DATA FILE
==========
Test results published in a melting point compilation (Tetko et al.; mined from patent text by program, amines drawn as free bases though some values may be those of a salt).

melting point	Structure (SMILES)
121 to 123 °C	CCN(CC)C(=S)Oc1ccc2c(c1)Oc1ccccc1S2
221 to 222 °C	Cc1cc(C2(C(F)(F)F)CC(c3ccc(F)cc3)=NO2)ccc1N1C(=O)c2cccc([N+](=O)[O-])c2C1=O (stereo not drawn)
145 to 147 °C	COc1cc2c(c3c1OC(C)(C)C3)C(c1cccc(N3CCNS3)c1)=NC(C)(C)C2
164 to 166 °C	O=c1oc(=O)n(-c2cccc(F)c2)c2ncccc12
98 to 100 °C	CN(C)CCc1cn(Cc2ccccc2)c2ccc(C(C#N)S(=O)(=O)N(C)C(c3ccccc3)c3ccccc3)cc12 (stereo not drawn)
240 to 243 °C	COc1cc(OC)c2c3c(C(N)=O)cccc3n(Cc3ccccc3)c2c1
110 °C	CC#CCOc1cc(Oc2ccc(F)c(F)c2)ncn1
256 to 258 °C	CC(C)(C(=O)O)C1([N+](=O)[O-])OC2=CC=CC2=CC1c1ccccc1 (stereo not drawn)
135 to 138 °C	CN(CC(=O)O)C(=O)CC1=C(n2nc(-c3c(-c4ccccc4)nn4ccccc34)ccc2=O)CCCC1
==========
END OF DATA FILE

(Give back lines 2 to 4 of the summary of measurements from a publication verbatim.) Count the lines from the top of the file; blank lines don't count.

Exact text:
melting point	Structure (SMILES)
121 to 123 °C	CCN(CC)C(=S)Oc1ccc2c(c1)Oc1ccccc1S2
221 to 222 °C	Cc1cc(C2(C(F)(F)F)CC(c3ccc(F)cc3)=NO2)ccc1N1C(=O)c2cccc([N+](=O)[O-])c2C1=O (stereo not drawn)